Shannon it came, along the rally and over Lough Gur, loud as Judgement
Day, so everyone, living and dead, must hear the cry of the Ould
Kings. Then the army gave an answering shout, clashing their
shields and rattling their swords and letting out the ould war-cries of
William Hickey as
a Young Boy
William Hickey's powers of observation were with hsm from
a young age. This was his description of a neighbor, Thomas
Hudson, at their home in Twickenham:
"His figure was rather grotesque, being uncommonly low in
stature with a prodigious belly and constantly wearing a large white
bushy periwig. He was remarkably good tempered and one of my
first-rate favorites, notwithstanding that he often told me that I
should certainly be hanged."
Hudson's irascibility came about because William would
frequently play tricks on him. One one occasion he kicked
the stick away from under him while Hudson was talking to his
father. Down went poor Husdon on his fat paunch. William
took to his heels and only escaped severe punishment because Hudson in
his fury had flung a heavy stick at him, missing him narrowly.
Some time later William borrowed a canoe from another
neighbor, a Mr. Hindley. He then simulated drowning from the
canoe which caused short-term consternation.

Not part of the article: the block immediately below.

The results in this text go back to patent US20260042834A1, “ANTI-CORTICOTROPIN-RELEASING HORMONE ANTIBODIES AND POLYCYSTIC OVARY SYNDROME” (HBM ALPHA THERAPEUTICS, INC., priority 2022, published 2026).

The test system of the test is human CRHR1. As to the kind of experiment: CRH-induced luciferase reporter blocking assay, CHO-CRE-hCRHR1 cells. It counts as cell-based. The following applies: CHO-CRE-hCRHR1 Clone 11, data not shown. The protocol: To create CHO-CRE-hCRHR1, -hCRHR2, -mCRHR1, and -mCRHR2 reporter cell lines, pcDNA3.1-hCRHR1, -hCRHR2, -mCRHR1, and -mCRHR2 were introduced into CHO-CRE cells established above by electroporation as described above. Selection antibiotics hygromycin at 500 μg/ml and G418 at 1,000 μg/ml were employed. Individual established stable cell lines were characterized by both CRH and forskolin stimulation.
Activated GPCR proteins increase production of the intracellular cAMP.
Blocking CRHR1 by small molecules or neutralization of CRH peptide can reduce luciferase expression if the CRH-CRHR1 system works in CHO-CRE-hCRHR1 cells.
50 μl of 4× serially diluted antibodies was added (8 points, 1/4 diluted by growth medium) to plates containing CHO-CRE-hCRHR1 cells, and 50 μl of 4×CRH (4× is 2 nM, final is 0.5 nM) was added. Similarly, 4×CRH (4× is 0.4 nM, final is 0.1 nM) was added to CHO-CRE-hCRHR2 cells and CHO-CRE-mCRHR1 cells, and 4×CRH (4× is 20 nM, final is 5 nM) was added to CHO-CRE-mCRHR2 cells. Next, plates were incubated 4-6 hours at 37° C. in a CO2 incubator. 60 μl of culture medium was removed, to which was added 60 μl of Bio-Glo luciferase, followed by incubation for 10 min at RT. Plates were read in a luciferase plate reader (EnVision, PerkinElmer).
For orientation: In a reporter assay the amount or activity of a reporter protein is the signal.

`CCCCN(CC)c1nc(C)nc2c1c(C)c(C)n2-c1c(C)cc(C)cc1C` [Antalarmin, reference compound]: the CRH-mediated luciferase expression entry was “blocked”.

William Hickey was sent away to India by his father at
the age of nineteen.
Cornelius Hickey's Family Bible
Cornelius Hickey had moved to Knox county, Tennessee in 1800 and his family Bible was published in Philadelphia in 1814. These were the early birth records recorded in Cornelius's handwriting:
|| October 15
|| October 28
|| May 10
|| September 8
|| August 23
||1802|| September 23
|| November 20
|| November 20
|| July 10
|| May 11
|| December 15
|| October 13
Michael Hickey's Death in
Folklore has it that Michael arrived in Iowa driving a mixed team of an oxen and a horse pulling a wagon, possibly through Iowa City. He died in 1867 and was buried at Great Oak on the banks of the Des Moines, along with two of his grandchildren.
At his death old Michael would have been 79 years old.
There was no priest yet resident in Palo Alto county. Probably
his son James, who was familiar with funeral services, conducted a
brief burial service. His wife Margaret was known to "lay-out the
dead" and that honor no doubt went to her. A simple Irish wake
followed in the Hickey log cabin.
A team of horses and wagon provided for the short route to
the ancient Indian burial hill, only a couple of hundred feet to the
south of the Hickey Great Oak cabin. Many of the healthy pioneer
members of the Irish "patch" attended the simple ceremony.
Margaret, known as "the good woman" by the local itinerant Sioux
Indians for her handouts, would have provided a lunch and refreshments
in her humble log cabin for the mourners.
James Hickey and Saddam Hussein's Capture
It was he who led the dramatic raid on the farm near Tikrit which led to Saddam's capture. Images of him congratulating his troops and celebrating moments after the arrest were broadcast around the world. He was a reluctant media hero. But he returned to a "hero's welcome" in his home town of Chicago.